Our behaviours can help us work out which of the drivers are protecting us. If you find yourself feeling impatient, clenching your fists, saying “I’ll try” or “it’s hard”, it may be the Try Hard driver.
Tapping fingers or jogging knees, moving quickly and saying “let’s get on with it” indicates the Hurry Up driver. Lots of head nodding and “you know”, “could you” and a higher pitched voice could indicate Please Others.
A more rigid posture with arms folded and a harder edge to speech indicates the Be Strong driver.
Tending to say “of course”, “obviously”, ”clearly”, “I think” or, if you find yourself saying things like “firstly, secondly” as you walk through points, chances are you are being motivated by the Be Perfect driver.
If you spot yourself exhibiting any of these behaviours, take some time to be curious about what’s happening for you and what the underlying feeling might be that you’re trying to defend against. Typically, each driver protects us against specific messages.
Try Hard defends against “you’ve got to try harder”; for Hurry Up the message is “you’ll never get it done”; Please Others defends against “you’re not good enough”, the big Impostor Syndrome contributor; Be Strong defends against “you can’t show your weakness”; and Be Perfect fends off the message “you should be better”.
How does knowing this help me?
Once you know your behavioural cue, you can start to attend to the real feeling underneath. At this point I want to be clear. I’m not asking you to stop doing what you’re doing. That would leave you defenceless. Instead, I’m suggesting you aim to find something better.
So, spot your defence. Understand it. Love and respect it for what it’s already done for you. Then, work out what you could do instead. Build healthier options for yourself, which let the inside and the outside match a bit better. And respectfully stand the old defence down.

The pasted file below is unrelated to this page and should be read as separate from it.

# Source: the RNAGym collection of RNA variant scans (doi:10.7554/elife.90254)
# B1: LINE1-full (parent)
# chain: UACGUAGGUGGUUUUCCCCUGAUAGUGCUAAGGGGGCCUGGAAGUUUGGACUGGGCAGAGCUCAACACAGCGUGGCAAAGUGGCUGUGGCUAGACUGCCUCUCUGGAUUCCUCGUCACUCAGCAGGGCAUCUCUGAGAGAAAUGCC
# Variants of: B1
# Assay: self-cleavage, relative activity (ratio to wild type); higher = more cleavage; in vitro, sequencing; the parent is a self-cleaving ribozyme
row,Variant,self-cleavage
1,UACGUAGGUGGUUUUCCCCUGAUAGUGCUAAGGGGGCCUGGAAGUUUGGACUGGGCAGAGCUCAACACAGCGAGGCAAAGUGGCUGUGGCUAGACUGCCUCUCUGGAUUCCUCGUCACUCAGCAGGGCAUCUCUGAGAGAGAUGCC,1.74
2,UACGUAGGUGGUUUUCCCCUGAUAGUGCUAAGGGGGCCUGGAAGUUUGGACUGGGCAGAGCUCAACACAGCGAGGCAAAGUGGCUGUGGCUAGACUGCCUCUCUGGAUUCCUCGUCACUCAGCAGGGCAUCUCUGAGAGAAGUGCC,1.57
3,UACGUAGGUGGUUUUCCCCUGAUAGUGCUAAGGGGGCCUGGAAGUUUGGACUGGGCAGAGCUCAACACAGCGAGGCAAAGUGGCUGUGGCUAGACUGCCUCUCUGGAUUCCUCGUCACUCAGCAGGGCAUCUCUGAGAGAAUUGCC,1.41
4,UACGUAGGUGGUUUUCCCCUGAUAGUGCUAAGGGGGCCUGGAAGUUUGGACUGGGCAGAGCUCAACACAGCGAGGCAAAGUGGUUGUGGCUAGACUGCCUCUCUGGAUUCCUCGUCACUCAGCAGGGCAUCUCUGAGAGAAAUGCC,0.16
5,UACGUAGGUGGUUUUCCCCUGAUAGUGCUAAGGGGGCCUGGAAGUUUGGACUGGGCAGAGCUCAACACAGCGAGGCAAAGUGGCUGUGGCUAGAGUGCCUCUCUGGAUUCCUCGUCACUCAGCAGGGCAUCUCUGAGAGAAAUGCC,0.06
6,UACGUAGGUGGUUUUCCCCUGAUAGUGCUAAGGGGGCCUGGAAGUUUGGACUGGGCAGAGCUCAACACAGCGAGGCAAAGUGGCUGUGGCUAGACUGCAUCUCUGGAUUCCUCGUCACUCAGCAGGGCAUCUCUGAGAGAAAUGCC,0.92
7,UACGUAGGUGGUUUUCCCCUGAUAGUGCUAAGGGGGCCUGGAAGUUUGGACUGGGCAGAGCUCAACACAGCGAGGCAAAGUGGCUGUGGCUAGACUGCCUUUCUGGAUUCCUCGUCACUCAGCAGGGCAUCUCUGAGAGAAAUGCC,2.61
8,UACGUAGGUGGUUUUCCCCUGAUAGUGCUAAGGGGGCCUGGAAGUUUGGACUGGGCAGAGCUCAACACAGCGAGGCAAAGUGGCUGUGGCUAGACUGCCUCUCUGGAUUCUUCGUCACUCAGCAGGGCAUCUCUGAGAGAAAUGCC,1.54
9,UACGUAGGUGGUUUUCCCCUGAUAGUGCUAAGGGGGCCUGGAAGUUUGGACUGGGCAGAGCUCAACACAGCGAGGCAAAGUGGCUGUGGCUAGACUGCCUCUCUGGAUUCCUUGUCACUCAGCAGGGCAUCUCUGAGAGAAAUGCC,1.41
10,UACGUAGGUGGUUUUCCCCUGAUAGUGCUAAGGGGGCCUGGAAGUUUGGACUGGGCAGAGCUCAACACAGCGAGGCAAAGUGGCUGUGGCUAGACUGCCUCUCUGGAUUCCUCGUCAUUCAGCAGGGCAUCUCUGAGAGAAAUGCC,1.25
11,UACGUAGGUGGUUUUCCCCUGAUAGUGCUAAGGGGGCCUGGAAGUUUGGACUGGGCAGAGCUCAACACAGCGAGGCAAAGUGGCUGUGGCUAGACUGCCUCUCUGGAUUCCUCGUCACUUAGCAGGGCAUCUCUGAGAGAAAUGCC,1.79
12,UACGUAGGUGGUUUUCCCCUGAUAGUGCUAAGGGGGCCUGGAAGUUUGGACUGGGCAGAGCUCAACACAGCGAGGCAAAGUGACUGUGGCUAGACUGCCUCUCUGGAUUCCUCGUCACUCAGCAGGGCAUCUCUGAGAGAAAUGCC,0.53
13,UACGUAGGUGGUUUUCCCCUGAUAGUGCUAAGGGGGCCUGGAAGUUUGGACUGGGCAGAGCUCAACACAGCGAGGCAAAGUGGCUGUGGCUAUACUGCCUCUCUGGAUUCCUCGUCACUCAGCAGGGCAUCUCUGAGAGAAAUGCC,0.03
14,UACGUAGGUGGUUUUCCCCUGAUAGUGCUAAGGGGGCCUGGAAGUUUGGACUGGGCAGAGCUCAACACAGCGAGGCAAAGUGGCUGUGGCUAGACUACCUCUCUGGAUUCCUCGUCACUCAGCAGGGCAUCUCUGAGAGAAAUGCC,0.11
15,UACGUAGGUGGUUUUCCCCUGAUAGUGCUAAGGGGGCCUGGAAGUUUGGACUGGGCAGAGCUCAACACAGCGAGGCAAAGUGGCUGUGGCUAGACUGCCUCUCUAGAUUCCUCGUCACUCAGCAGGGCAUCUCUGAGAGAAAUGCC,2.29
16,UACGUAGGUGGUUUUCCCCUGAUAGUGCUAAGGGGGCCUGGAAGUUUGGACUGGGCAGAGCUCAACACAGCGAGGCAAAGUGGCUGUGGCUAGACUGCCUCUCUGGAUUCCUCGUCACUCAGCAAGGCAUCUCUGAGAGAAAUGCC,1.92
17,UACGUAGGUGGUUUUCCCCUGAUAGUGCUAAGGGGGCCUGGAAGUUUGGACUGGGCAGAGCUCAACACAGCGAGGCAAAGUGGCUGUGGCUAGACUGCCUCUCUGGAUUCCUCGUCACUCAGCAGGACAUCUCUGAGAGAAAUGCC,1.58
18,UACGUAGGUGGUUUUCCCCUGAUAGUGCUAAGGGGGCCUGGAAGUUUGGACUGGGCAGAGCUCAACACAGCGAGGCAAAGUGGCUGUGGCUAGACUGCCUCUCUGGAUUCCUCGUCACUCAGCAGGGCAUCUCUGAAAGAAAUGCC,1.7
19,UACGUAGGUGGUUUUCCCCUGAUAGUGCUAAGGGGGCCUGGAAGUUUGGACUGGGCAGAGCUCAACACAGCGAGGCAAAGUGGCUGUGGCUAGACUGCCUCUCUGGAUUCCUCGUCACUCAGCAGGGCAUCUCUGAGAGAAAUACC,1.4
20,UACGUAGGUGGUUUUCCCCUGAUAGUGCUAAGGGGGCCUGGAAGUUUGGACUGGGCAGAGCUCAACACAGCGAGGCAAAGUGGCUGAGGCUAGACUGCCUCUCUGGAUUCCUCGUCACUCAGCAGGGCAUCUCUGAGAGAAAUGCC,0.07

If you feel yourself rushing, remind yourself it’s OK to take your time. The swell of perfection can be adjusted by considering that it’s OK to be yourself. Please Others? It’s OK to have a duty of care to yourself. Be Strong – it’s OK to be open, and Try Hard – it’s OK to just do it.
All we are trying to do as we move out of the drivers is find a better alternative that takes less energy and helps us feel more authentic.
So, how do I find an alternative?
Start with your awareness. Consider what’s happening and look for patterns. What is happening when you start feeling the urge to Hurry Up? Maybe you’ve got a deadline that feels overwhelming. Maybe it feels like everyone’s counting on you to deliver.
Perhaps you’ve been asked to speak in front of a big audience and the thought of doing it is so frightening, the only way to do it is to rush at it. And maybe, for today, rushing it is the best way for you to go. But by inviting the awareness of how we are behaving, we also invite the possibility that there’s an alternative.
Knowing the conditions in which we would automatically adopt old defence behaviours gives us the chance to try something new. Then we stand a chance of finding a better coping mechanism where we can be more congruent inside and outside.
So, when you’re starting to feel under pressure, consider Tom Hardy Plays Bugs Bunny. If nothing else, you’ll conjure a mental image to make you laugh and find a moment’s relief. At best, you might increase your awareness of what’s happening on the inside, unlock new ways of thinking and behaving, increase resilience and accelerate your performance.
About the author
Amanda Bradley FCT is an executive coach at Liberty EQ